PACER (law)

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PACER (acronym for Public Access to Court Electronic Records) is an electronic public access service of United States federal court documents. It allows users to obtain case and docket information from the United States district courts, United States courts of appeals, and United States bankruptcy courts. The system is managed by the Administrative Office of the United States Courts in accordance with the policies of the Judicial Conference, headed by the Chief Justice of the United States. As of 2013, it holds more than 500 million documents.[1]

Each court maintains its own system, with a small subset of information from each case transferred to the U.S. Party/Case Index server, located in San Antonio, Texas at the PACER Service Center, each night. Records are submitted to the individual courts using the Federal Judiciary's Case Management/Electronic Case Files (CM/ECF) system, and usually accepts the filing of documents in the Portable Document Format (PDF) through the courts' electronic court filing (e-filing) system. Each court maintains its own databases with case information. Because PACER database systems are maintained within each court, each jurisdiction will have a different URL.

PACER has been criticized for being technically out of date and hard to use, and for demanding fees for records which are in the public domain. In reaction, non-profit projects have begun to make such documents available online for free. One such project, RECAP, was related to a federal criminal investigation of Aaron Swartz which was later dropped.

Available information

The PACER System offers electronic access to case dockets to retrieve information such as:

  • A listing of all parties and participants including judges, attorneys, and trustees
  • A compilation of case related information such as cause of action, case number, nature of suit, and dollar demand
  • A chronology of dates of case events entered in the case record
  • A claims registry
  • A listing of new cases each day
  • Appellate court opinions
  • Judgments or case status
  • Types of documents filed for certain cases
  • Many courts offer imaged copies of documents


PACER started in 1988 as a system accessible only by terminals in libraries and office buildings.[2] Starting in 2001, PACER was being made available over the Web.[2]

Costs, revenues and free alternatives

The United States Congress has given the Judicial Conference of the United States authority to impose user fees for electronic access to case information. All registered agencies or individuals are charged a user fee.

The fee, as of April 1, 2012, to access the web-based PACER systems is $0.10 per page. Prior to that the fee was $0.08 per page and prior to January 1, 2005, the fee was $0.07 per page. The per page charge applies to the number of pages that results from any search, including a search that yields no matches with a one-page charge for no matches. The charge applies whether or not pages are printed, viewed, or downloaded. There is a maximum charge of $3.00 for electronic access to any single document other than name searches, reports that are not case-specific, and transcripts of federal court proceedings.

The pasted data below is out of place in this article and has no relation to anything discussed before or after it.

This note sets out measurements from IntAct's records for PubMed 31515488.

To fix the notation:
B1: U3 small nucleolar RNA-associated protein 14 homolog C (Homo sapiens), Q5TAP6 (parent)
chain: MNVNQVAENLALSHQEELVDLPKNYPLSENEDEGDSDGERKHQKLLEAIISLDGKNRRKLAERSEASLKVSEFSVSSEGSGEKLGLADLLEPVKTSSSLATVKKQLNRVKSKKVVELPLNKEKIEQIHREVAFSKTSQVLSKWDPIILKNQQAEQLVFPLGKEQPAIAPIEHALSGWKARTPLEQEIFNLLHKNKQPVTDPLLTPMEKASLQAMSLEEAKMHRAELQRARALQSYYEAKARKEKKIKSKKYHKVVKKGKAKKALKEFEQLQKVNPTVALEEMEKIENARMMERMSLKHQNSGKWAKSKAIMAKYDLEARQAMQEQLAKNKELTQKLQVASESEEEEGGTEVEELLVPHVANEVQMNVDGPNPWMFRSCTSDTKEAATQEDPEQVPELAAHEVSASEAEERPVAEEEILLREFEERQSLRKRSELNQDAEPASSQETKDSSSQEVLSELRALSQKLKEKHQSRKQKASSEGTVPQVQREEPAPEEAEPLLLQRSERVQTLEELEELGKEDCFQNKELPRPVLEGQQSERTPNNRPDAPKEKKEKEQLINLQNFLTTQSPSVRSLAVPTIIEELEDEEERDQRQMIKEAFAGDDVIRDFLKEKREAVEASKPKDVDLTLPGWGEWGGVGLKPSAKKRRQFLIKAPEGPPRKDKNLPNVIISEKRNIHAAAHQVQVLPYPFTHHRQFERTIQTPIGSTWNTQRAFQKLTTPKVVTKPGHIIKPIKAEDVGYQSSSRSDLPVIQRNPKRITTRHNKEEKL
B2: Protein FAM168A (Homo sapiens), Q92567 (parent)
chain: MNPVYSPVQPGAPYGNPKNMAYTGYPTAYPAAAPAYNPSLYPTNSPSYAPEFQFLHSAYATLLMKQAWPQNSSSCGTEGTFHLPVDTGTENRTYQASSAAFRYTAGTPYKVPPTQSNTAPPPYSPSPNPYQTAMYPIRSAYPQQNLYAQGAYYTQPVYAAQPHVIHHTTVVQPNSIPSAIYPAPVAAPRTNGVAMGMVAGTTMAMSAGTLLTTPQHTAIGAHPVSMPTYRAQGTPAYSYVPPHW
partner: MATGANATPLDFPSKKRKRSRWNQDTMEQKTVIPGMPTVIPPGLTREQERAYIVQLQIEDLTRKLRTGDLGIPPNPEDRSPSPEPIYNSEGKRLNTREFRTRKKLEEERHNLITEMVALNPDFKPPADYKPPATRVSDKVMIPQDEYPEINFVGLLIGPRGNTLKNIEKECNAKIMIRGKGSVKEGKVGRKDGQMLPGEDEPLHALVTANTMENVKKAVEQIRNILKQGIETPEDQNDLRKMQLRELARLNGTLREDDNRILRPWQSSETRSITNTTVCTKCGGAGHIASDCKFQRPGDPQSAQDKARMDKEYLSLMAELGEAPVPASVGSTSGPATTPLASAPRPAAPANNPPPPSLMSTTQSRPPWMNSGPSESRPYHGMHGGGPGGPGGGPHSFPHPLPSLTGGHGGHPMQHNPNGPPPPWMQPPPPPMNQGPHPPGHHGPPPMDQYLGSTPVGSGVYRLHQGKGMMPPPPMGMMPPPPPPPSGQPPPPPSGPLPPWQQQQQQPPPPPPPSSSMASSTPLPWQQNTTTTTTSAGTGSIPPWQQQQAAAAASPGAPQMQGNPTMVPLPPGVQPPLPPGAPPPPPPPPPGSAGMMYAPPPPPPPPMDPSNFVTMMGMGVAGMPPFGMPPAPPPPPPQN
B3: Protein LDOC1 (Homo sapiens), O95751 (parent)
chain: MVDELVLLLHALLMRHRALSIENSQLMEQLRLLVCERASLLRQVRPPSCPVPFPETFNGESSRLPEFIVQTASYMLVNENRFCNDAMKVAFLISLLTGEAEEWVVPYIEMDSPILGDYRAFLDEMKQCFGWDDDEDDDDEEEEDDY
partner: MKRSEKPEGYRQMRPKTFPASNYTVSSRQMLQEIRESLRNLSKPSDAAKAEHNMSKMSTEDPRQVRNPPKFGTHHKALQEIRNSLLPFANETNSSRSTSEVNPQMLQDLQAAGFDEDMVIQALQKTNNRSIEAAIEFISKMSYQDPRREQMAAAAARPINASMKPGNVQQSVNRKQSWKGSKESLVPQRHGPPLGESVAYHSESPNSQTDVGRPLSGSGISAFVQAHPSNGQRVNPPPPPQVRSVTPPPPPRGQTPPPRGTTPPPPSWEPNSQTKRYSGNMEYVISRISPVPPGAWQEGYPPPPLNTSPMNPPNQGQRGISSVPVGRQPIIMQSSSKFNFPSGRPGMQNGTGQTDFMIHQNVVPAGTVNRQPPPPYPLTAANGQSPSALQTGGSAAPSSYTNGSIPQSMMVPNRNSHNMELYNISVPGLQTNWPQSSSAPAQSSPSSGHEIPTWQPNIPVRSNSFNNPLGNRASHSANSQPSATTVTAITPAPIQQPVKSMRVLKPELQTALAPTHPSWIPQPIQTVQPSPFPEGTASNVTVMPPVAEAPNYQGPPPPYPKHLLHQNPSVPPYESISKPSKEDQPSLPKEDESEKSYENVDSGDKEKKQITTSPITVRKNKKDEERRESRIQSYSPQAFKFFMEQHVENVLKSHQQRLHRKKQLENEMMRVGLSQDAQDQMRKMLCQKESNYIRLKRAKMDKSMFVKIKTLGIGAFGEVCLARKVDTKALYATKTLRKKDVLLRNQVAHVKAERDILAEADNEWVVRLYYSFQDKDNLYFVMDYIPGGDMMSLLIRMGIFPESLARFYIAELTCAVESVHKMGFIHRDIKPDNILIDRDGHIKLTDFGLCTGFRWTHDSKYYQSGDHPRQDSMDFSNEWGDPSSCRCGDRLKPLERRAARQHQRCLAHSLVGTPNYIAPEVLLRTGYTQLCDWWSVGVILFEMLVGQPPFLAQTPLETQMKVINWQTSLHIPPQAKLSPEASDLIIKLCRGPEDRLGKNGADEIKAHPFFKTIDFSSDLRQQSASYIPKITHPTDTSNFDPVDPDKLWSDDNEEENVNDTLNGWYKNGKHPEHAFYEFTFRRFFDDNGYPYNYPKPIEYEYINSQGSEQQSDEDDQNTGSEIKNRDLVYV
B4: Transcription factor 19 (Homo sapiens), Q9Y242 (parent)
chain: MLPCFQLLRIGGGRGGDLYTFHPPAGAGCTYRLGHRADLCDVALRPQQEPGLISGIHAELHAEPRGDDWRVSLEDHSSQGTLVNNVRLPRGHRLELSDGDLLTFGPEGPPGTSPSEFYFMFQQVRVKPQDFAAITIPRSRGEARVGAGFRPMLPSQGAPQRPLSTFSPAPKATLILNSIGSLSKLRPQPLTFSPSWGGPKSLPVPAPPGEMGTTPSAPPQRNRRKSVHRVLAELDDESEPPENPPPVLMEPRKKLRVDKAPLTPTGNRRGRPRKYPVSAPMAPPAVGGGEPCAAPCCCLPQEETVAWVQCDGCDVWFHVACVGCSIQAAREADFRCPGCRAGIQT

In March 2001, the Judicial Conference of the United States decided that no fee would be owed until a user accrued more than $10 worth of charges in a calendar year. If an account does not accrue $10 worth of usage between January 1 and December 31 of a year, the amount owed would be zeroed. In March 2010, that limit was effectively quadrupled, with users not billed unless their charges exceed $10 in a quarterly billing period.[3] Beginning in 2012, the limit was $15 per quarter.[4]

Effective with Version 2.4 (March 7, 2005) of the PACER software, to comply with the E-Government Act of 2002, written opinions that "set forth a reasoned explanation for a court's decision" are free of charge.[5] In order to facilitate access to written opinions, the court system also provides them on CourtWeb,[6] which does not require PACER registration.[7]

Fee revenues get plowed back to the courts to finance technology. The New York Times reported PACER revenues exceeded costs by about $150 million, as of 2008 according to court reports.[8] In April 2016, three non-profit organizations—the Alliance for Justice, the National Veterans Legal Services Program and the National Consumer Law Center—filed a class-action lawsuit against the Administrative Office of the United States Courts, alleging that the PACER fee structure did not conform to the E-Government Act of 2002, in that the fees were being used not only to maintain the system itself, but diverted to cover other costs of the federal courts, including courtroom audio systems and flat-screen televisions for jury use.[9][10]

According to the Electronic Public Access Fee Schedule adopted by the Judicial Conference on 13 September 2011:[11]

Consistent with Judicial Conference policy, courts may, upon a showing of cause, exempt indigents, bankruptcy case trustees, individual researchers associated with educational institutions, courts, section 501(c)(3) not-for-profit organizations, court appointed pro bono attorneys, and pro bono ADR neutrals from payment of these fees. Courts must find that parties from the classes of persons or entities listed above seeking exemption have demonstrated that an exemption is necessary in order to avoid unreasonable burdens and to promote public access to information. For individual researchers, courts must also find that the defined research project is intended for academic research, and not for commercial purposes or internet redistribution. Any user granted an exemption agrees not to sell for profit the data obtained as a result. Any transfer of data obtained as the result of a fee exemption is prohibited unless expressly authorized by the court. Exemptions may be granted for a definite period of time and may be revoked at the discretion of the court granting the exemption.

A "policy note" attached to the Electronic Public Access Fee Schedule states:[11]

Courts should not exempt local, state or federal government agencies, members of the media, attorneys or others not members of one of the groups listed above. Exemptions should be granted as the exception, not the rule. A court may not use this exemption language to exempt all users. An exemption applies only to access related to the case or purpose for which it was given. The prohibition on transfer of information received without fee is not intended to bar a quote or reference to information received as a result of a fee exemption in a scholarly or other similar work.